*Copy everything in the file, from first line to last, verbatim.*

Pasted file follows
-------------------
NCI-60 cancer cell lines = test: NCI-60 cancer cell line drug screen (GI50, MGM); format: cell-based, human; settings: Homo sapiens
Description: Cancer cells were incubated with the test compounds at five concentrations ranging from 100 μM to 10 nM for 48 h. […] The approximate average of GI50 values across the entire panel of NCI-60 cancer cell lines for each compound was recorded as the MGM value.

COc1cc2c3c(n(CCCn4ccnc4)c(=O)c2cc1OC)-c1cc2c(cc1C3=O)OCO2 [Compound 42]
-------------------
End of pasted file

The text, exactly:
NCI-60 cancer cell lines = test: NCI-60 cancer cell line drug screen (GI50, MGM); format: cell-based, human; settings: Homo sapiens
Description: Cancer cells were incubated with the test compounds at five concentrations ranging from 100 μM to 10 nM for 48 h. […] The approximate average of GI50 values across the entire panel of NCI-60 cancer cell lines for each compound was recorded as the MGM value.

COc1cc2c3c(n(CCCn4ccnc4)c(=O)c2cc1OC)-c1cc2c(cc1C3=O)OCO2 [Compound 42]